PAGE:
Health

One-third of Greenlanders are genetically at risk for high cholesterol: Study


Cardiovascular disease is the number one cause of death in many people worldwide. It is closely related to elevated levels of low-density lipoprotein (LDL) cholesterol. The uptake of LDL-cholesterol particles from the blood into tissues such as the liver is mediated by the LDL receptor (LDLR). Mutations in the LDLR gene, which encodes this receptor, often cause high levels of cholesterol in the blood.

For the people of Greenland, the incidence of cardiovascular disease is likely to increase in the future due to increasing life expectancy and changing lifestyles. The common Arctic-specific LDLR variant, known as p.G137S, has recently been shown to be associated with elevated cholesterol levels. But until now, it was unclear whether this variant was associated with an increased risk of cardiovascular disease.

In the new study, Jorsboe and his colleagues tested this possibility in a group of 5,063 Greenlanders. Approximately 30% of individuals carry at least one copy of the risk allele p.G137S. Approximately 25% of heterozygotes and 55% of homozygous carriers have high blood levels of LDL cholesterol.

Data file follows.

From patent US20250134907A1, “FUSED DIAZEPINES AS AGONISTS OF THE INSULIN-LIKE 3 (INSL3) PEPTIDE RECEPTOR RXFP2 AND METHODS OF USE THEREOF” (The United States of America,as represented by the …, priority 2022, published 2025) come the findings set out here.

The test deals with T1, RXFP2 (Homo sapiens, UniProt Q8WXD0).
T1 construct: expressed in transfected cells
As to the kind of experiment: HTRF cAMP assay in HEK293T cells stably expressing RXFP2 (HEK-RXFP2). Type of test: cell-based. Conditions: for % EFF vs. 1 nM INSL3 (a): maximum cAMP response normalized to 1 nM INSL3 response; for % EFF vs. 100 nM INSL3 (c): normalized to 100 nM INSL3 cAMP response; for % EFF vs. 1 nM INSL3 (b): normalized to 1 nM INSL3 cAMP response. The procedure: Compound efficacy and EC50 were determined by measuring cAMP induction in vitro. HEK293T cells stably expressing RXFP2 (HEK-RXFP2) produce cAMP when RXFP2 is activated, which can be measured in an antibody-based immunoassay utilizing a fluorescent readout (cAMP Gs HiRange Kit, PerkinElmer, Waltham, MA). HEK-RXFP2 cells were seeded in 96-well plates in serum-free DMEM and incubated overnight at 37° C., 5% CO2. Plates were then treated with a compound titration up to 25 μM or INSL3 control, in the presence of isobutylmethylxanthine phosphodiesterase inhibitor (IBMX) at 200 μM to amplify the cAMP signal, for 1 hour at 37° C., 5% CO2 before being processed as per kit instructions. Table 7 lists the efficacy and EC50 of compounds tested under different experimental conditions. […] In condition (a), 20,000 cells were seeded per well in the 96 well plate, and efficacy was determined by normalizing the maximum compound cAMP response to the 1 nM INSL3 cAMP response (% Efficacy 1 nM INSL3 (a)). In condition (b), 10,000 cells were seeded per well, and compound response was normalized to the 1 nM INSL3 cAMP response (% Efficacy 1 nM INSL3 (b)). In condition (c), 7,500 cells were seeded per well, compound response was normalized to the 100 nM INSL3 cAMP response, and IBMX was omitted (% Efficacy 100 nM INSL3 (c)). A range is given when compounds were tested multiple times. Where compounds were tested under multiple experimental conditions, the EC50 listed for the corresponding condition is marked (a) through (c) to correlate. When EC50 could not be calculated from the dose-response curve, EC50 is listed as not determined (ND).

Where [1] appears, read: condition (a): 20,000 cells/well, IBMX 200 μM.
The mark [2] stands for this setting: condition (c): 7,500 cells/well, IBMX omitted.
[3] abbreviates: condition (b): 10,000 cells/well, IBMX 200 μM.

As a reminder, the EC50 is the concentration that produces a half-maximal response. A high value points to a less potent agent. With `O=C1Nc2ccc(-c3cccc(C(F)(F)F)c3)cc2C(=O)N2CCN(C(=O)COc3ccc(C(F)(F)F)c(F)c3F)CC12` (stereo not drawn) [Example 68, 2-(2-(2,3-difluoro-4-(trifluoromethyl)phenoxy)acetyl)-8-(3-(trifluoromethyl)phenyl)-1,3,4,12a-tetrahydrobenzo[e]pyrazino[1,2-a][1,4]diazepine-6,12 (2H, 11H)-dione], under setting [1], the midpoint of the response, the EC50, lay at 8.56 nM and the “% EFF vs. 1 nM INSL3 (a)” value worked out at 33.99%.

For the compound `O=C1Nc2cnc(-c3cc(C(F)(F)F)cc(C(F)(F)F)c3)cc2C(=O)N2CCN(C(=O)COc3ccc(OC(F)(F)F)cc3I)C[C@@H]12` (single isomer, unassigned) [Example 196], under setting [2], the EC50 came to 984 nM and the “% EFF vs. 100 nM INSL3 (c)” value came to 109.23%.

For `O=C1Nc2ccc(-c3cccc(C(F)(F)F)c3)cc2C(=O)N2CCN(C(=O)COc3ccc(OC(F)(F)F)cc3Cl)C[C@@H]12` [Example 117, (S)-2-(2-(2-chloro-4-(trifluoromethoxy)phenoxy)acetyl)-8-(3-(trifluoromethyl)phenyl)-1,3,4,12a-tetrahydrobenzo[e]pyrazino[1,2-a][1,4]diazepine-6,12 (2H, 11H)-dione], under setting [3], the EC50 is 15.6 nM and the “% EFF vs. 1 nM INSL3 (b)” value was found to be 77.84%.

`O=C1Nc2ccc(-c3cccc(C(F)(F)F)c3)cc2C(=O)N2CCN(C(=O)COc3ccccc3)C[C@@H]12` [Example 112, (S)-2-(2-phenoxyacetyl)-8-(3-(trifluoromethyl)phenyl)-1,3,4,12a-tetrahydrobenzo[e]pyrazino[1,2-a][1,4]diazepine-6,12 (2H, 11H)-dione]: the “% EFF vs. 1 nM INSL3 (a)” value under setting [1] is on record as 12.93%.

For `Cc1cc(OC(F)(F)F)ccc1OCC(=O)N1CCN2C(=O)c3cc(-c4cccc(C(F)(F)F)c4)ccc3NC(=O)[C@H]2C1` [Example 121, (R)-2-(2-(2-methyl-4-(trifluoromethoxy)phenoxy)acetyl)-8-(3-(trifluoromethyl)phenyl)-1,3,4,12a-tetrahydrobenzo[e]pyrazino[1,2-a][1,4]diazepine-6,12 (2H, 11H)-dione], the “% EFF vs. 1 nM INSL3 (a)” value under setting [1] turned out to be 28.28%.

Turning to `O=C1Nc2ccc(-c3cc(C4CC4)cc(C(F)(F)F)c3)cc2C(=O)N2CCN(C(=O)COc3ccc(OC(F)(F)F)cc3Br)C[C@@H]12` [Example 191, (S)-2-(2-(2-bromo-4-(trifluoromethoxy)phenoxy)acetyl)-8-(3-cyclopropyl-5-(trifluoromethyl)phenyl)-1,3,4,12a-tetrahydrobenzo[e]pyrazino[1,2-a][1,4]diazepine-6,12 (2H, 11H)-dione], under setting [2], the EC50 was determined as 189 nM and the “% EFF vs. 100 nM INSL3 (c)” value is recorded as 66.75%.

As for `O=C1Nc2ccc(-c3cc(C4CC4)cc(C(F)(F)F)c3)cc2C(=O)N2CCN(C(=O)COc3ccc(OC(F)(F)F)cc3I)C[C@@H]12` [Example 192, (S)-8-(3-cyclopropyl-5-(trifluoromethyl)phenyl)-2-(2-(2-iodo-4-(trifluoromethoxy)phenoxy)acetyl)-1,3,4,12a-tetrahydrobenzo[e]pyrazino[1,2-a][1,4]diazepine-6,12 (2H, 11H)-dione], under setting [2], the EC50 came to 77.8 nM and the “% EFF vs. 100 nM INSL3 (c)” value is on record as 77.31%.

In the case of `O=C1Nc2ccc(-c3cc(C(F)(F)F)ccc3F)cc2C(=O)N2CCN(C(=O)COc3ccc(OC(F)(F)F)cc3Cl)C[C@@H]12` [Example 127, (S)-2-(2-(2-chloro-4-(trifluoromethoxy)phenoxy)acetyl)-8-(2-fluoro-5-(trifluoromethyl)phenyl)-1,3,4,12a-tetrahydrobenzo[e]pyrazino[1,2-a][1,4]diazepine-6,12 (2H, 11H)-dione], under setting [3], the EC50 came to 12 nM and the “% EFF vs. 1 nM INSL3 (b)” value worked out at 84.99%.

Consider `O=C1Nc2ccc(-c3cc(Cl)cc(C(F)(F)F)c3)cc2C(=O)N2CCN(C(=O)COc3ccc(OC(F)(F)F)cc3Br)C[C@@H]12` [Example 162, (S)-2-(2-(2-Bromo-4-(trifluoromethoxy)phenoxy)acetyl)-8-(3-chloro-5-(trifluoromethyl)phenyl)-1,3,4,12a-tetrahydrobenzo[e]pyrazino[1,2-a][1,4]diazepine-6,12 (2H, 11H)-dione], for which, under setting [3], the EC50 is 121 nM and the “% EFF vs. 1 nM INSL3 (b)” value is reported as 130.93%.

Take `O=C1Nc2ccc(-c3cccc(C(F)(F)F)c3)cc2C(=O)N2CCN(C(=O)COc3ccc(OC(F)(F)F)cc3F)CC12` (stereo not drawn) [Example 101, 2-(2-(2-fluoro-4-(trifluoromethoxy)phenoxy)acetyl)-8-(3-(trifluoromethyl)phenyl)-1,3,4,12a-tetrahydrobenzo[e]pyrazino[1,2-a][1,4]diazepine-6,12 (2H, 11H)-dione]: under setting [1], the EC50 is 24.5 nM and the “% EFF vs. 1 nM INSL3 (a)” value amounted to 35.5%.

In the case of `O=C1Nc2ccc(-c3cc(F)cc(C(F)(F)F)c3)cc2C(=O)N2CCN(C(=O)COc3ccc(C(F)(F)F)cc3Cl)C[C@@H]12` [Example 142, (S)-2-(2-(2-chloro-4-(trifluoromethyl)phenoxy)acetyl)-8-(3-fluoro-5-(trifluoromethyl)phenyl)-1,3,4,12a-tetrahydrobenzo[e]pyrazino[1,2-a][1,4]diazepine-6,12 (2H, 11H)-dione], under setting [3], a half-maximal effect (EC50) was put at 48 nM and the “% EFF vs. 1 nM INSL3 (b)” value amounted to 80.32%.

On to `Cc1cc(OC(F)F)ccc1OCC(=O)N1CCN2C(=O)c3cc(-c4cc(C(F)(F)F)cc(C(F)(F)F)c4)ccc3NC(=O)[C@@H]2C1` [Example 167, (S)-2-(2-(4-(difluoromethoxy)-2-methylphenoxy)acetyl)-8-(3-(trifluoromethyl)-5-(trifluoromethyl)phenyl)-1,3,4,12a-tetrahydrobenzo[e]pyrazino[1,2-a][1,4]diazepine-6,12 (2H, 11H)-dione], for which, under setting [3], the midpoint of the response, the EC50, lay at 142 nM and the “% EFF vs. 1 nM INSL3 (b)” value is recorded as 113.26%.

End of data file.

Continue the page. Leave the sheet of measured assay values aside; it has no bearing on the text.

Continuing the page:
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Furthermore, p.G137S is associated with an increased risk of ischemic heart disease, peripheral artery disease, and coronary activity. However, only a low percentage of people with very high LDL cholesterol levels receive cholesterol-lowering treatment. In addition, elevated LDL cholesterol levels of p.G137S carriers were independent of age, suggesting that these individuals would benefit from early intervention and treatment.

“Our results suggest that the p.G137S variant has a greater impact on the lipid structure of Greenlanders than previously reported,” says Jorsboe. “This variation further highlights the importance of performing genetic studies in smaller populations such as the Greenlandic.”

According to the authors, the results suggest that a screening program for the p.G137S variant could be very useful in early identification of individuals at high risk for cardiovascular disease, potentially improving preventive care. and public health.

“We think an intervention study would be of great importance, where one could investigate how cholesterol-lowering drugs improve lipid composition in carriers of this genetic variant,” said Jorsboe. “Identifying optimal treatment and prevention strategies for carriers of this variant is crucial, especially since a third of the Greenlandic population is at risk for the disease.”

Source: Eurekalert



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